Liver Failure Deaths from Tylenol Overdose
Thousands of individuals throughout the United States have died as a result of liver failure and other health problems caused by Tylenol or acetaminophen, which has been sold for decades without adequate warnings about the risk of liver damage at high doses.
The Tylenol wrongful death lawyers at Saiontz & Kirk, P.A. previously reviewed potential lawsuits on behalf of families who have lost a loved one after they developed liver problems and died following Tylenol use.
Financial compensation for Tylenol liver damage was pursued for families of individuals who died from an acetaminophen overdose.
TYLENOL DEATHS AND ACETAMINOPHEN OVERDOSES
Acetaminophen is the active ingredient in Tylenol, and it is also found in a number of other pain killers and cold medicines.
The commonly used pharmaceutical drug is one of the leading causes of liver failure in the United States, and many families may be unaware that the death of a loved one may have been caused by side effects of Tylenol.
Every year in the United States, federal health officials estimate that 50,000 people are treated in emergency rooms due to injuries caused by acetaminophen or Tylenol, with liver damage being a common cause. In severe cases, individuals may develop acute liver failure and die following Tylenol use, often caused by an overdose of acetaminophen.
Although it has been known for decades that acetaminophen is toxic to the liver, stronger formulations of Tylenol have been marketed without adequate warnings about the risks associated with taking such high doses. In addition, many individuals accidentally overdose on Tylenol after taking multiple medications that contain acetaminophen.
LIVER FAILURE DEATHS FROM TYLENOL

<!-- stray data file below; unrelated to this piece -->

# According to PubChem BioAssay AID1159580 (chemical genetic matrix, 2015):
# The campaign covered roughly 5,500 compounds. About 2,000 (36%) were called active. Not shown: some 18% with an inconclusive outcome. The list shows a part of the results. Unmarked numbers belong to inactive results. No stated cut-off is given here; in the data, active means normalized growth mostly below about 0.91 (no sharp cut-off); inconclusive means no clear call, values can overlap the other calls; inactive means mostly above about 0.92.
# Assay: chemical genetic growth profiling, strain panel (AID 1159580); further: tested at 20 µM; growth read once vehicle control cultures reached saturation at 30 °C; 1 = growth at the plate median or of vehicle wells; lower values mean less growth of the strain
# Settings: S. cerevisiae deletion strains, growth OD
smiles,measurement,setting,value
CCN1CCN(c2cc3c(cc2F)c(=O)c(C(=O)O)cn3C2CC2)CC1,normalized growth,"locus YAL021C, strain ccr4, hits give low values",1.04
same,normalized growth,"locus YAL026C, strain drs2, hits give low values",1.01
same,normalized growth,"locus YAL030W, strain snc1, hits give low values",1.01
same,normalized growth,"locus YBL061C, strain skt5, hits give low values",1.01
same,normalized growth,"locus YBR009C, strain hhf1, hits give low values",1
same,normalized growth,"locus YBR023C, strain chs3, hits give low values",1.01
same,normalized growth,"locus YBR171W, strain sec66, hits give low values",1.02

Liver failure involves the inability of the liver to function normally. While most cases of liver failure develop gradually over a number of years, acute liver failure from Tylenol use can appear more rapidly with symptoms like:
- Loss of Appetite
- Swollen Abdomen
- Mental Confusion or Disorientation
In many cases individuals continue to take Tylenol or acetaminophen while experiencing these symtoms, causing further liver damage. While the liver is often able to recover if the problems are detected early enough after an overdose, a liver transplant is required in many cases.
Despite advances in medical care and organ support, the rate of death following acute liver failure from Tylenol remains high, which is likely caused by the continued use of the medication to treat symptoms of liver damage that surface.
Although there has been a known link between Tylenol and acute liver failure for decades, the manufacturers have minimized the risk and many consumers and families remain unaware the liver problems or death may have been caused by Tylenol.
TYLENOL WRONGFUL DEATH LAWYERS
The loss of a loved one can have a devastating impact on the surviving spouse, parents and children. Through a Tylenol wrongful death lawsuit, compensation may be available for the financial and emotional damages caused by the drug maker’s decision to place profits before consumer safety by providing inadequate liver failure warnings as soon as it became apparent that acetaminophen side effects may carry a risk of serious injury and death.
Wrongful death benefits vary from state-to-state, but most statutes allow primary beneficiaries to make a claim for financial damages following the preventable death of a husband, wife, father, mother, son or daughter. In the event there is no surviving spouse, parent or child, Tylenol wrongful death claims may be available for certain secondary beneficiaries.
Generally, wrongful death damages may include compensation for the financial consequences of the death, as well as for the mental anguish, emotional pain and suffering, loss of society, companionship, comfort, protection, care, attention, advice, counsel, training, education or guidance where applicable. The estate of a family member who died from a Tylenol overdose may also be entitled to financial compensation through a product liability lawsuit.